Responds to some of the Discussion question(s).

One to two criteria are not addressed or are superficially addressed.

Is somewhat lacking reflection and critical analysis and synthesis.

Somewhat represents knowledge gained from the course readings for the module.

Cited with fewer than two credible references.

0 (0%) – 30 (30%)

Does not respond to the Discussion question(s).

Lacks depth or superficially addresses criteria.

Lacks reflection and critical analysis and synthesis.

Does not represent knowledge gained from the course readings for the module.

Contains only one or no credible references.

Main Posting:

Writing

6 (6%) – 6 (6%)

Written clearly and concisely.

Contains no grammatical or spelling errors.

Adheres to current APA manual writing rules and style.

5 (5%) – 5 (5%)

Written concisely.

May contain one to two grammatical or spelling errors.

Adheres to current APA manual writing rules and style.

4 (4%) – 4 (4%)

Written somewhat concisely.

May contain more than two spelling or grammatical errors.

Contains some APA formatting errors.

0 (0%) – 3 (3%)

Not written clearly or concisely.

Contains more than two spelling or grammatical errors.

Does not adhere to current APA manual writing rules and style.

Main Posting:

Timely and full participation

9 (9%) – 10 (10%)

Meets requirements for timely, full, and active participation.

Posts main Discussion by due date.

8 (8%) – 8 (8%)

Meets requirements for full participation.

Posts main Discussion by due date.

7 (7%) – 7 (7%)

Posts main Discussion by due date.

0 (0%) – 6 (6%)

Does not meet requirements for full participation.

Does not post main Discussion by due date.

First Response:

Post to colleague’s main post that is reflective and justified with credible sources.

9 (9%) – 9 (9%)

Response exhibits critical thinking and application to practice settings.

Responds to questions posed by faculty.

The use of scholarly sources to support ideas demonstrates synthesis and understanding of learning objectives.

8 (8%) – 8 (8%)

Response has some depth and may exhibit critical thinking or application to practice setting.

7 (7%) – 7 (7%)

Response is on topic and may have some depth.

0 (0%) – 6 (6%)

Response may not be on topic and lacks depth.

First Response:

Writing

6 (6%) – 6 (6%)

Communication is professional and respectful to colleagues.

Response to faculty questions are fully answered, if posed.

Provides clear, concise opinions and ideas that are supported by two or more credible sources.

Response is effectively written in standard, edited English.

5 (5%) – 5 (5%)

Communication is mostly professional and respectful to colleagues.

Response to faculty questions are mostly answered, if posed.

Provides opinions and ideas that are supported by few credible sources.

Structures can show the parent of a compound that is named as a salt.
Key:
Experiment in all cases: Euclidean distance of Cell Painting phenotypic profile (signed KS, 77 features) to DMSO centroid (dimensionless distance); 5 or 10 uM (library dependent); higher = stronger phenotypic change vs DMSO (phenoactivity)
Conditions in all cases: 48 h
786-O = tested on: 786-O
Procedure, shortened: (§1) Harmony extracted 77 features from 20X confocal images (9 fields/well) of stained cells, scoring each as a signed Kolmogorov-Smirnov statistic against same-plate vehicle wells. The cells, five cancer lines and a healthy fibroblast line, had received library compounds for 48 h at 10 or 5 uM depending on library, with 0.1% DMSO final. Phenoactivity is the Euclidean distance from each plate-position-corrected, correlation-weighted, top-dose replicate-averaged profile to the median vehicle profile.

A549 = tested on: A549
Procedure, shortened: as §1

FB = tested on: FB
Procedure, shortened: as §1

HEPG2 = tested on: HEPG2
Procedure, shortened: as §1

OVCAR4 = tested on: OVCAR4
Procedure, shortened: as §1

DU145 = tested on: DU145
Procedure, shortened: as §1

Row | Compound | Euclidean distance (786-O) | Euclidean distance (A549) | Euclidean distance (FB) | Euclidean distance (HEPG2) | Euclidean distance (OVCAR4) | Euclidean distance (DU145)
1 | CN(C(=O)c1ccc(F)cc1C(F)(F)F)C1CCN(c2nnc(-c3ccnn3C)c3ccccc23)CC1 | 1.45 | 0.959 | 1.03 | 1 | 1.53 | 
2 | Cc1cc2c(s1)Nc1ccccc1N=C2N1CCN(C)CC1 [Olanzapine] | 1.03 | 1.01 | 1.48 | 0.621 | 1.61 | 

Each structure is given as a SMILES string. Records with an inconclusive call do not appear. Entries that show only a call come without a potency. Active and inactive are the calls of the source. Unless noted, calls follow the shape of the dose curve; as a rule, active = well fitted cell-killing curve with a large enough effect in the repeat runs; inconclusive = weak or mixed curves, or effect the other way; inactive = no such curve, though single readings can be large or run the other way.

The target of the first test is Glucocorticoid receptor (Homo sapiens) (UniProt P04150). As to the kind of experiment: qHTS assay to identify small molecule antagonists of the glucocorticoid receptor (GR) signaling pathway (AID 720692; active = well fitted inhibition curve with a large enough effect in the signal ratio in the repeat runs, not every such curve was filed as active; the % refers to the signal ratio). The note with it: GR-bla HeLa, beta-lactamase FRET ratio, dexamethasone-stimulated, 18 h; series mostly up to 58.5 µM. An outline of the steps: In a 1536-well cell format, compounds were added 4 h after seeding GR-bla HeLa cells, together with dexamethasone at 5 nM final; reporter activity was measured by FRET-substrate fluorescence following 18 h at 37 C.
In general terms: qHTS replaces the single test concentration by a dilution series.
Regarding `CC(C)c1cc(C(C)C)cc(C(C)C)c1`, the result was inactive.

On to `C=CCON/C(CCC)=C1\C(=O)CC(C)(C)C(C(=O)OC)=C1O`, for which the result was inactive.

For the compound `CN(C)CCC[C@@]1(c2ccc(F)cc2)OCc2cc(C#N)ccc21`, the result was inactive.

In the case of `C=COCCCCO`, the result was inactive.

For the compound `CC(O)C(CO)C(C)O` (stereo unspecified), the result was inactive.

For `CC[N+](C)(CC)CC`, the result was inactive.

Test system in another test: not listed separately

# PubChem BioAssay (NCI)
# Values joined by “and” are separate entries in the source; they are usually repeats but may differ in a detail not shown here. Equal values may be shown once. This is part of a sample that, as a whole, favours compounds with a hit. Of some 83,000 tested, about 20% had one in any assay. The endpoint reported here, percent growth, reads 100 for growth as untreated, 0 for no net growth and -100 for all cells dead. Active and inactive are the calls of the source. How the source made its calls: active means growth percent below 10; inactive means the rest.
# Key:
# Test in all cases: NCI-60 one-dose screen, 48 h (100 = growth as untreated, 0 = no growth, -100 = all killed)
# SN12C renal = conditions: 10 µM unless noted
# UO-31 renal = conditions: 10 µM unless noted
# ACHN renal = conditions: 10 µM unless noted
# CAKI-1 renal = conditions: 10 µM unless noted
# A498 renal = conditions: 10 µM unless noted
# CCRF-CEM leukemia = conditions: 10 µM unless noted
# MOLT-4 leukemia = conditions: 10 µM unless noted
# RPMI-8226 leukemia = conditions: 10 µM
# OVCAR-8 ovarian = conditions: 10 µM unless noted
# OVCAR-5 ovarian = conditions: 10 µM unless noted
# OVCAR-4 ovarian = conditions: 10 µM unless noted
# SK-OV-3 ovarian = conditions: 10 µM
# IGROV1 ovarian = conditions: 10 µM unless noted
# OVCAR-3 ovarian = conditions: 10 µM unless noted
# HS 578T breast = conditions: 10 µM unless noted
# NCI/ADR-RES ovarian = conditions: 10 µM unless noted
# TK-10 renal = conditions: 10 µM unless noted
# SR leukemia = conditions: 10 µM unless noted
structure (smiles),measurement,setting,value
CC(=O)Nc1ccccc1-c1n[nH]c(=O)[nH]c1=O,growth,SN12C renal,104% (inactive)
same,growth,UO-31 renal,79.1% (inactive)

Response is written in standard, edited English.

4 (4%) – 4 (4%)

Response posed in the Discussion may lack effective professional communication.

Response to faculty questions are somewhat answered, if posed.

Few or no credible sources are cited.

0 (0%) – 3 (3%)

Responses posted in the Discussion lack effective communication.

Response to faculty questions are missing.

No credible sources are cited.

First Response:

Timely and full participation

5 (5%) – 5 (5%)

Meets requirements for timely, full, and active participation.

Posts by due date.

4 (4%) – 4 (4%)

Meets requirements for full participation.

Posts by due date.

3 (3%) – 3 (3%)

Posts by due date.

0 (0%) – 2 (2%)

Does not meet requirements for full participation.

Does not post by due date.

Second Response:
Post to colleague’s main post that is reflective and justified with credible sources.
9 (9%) – 9 (9%)

Response exhibits critical thinking and application to practice settings.

Responds to questions posed by faculty.

The use of scholarly sources to support ideas demonstrates synthesis and understanding of learning objectives.

8 (8%) – 8 (8%)

Response has some depth and may exhibit critical thinking or application to practice setting.

7 (7%) – 7 (7%)

Response is on topic and may have some depth.

0 (0%) – 6 (6%)

Response may not be on topic and lacks depth.

Second Response:
Writing
6 (6%) – 6 (6%)

Communication is professional and respectful to colleagues.

Response to faculty questions are fully answered, if posed.

Provides clear, concise opinions and ideas that are supported by two or more credible sources.

Response is effectively written in standard, edited English.

5 (5%) – 5 (5%)

Communication is mostly professional and respectful to colleagues.

Response to faculty questions are mostly answered, if posed.

Provides opinions and ideas that are supported by few credible sources.

Response is written in standard, edited English.

4 (4%) – 4 (4%)

Response posed in the Discussion may lack effective professional communication.

Response to faculty questions are somewhat answered, if posed.

Few or no credible sources are cited.

0 (0%) – 3 (3%)

Responses posted in the Discussion lack effective communication.

Response to faculty questions are missing.

No credible sources are cited.

Second Response:
Timely and full participation
5 (5%) – 5 (5%)

Meets requirements for timely, full, and active participation.

Posts by due date.

4 (4%) – 4 (4%)

Meets requirements for full participation.

Posts by due date.

3 (3%) – 3 (3%)

Posts by due date.

0 (0%) – 2 (2%)

Does not meet requirements for full participation.

Does not post by due date.

Total Points: 100

Name:  Discussion Rubric